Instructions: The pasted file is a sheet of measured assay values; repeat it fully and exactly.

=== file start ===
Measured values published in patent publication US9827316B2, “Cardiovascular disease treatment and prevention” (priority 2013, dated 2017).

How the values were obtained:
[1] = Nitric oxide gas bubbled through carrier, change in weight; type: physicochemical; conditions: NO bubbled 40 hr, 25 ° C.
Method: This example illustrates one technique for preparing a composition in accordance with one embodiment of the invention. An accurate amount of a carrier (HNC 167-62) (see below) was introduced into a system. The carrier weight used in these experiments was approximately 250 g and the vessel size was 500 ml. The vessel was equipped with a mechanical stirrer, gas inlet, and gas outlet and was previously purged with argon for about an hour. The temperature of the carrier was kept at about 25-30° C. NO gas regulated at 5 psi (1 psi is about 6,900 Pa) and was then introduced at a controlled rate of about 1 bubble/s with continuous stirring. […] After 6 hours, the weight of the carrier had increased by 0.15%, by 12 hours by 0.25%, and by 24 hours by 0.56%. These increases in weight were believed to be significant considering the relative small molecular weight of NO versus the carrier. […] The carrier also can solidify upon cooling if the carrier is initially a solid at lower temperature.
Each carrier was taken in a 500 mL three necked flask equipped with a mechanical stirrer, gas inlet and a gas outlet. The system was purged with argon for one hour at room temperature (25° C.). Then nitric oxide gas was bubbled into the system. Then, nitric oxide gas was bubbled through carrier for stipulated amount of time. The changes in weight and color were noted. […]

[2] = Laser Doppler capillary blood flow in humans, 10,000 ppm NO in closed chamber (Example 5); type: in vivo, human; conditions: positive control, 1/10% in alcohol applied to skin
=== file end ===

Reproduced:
Measured values published in patent publication US9827316B2, “Cardiovascular disease treatment and prevention” (priority 2013, dated 2017).

How the values were obtained:
[1] = Nitric oxide gas bubbled through carrier, change in weight; type: physicochemical; conditions: NO bubbled 40 hr, 25 ° C.
Method: This example illustrates one technique for preparing a composition in accordance with one embodiment of the invention. An accurate amount of a carrier (HNC 167-62) (see below) was introduced into a system. The carrier weight used in these experiments was approximately 250 g and the vessel size was 500 ml. The vessel was equipped with a mechanical stirrer, gas inlet, and gas outlet and was previously purged with argon for about an hour. The temperature of the carrier was kept at about 25-30° C. NO gas regulated at 5 psi (1 psi is about 6,900 Pa) and was then introduced at a controlled rate of about 1 bubble/s with continuous stirring. […] After 6 hours, the weight of the carrier had increased by 0.15%, by 12 hours by 0.25%, and by 24 hours by 0.56%. These increases in weight were believed to be significant considering the relative small molecular weight of NO versus the carrier. […] The carrier also can solidify upon cooling if the carrier is initially a solid at lower temperature.
Each carrier was taken in a 500 mL three necked flask equipped with a mechanical stirrer, gas inlet and a gas outlet. The system was purged with argon for one hour at room temperature (25° C.). Then nitric oxide gas was bubbled into the system. Then, nitric oxide gas was bubbled through carrier for stipulated amount of time. The changes in weight and color were noted. […]

[2] = Laser Doppler capillary blood flow in humans, 10,000 ppm NO in closed chamber (Example 5); type: in vivo, human; conditions: positive control, 1/10% in alcohol applied to skin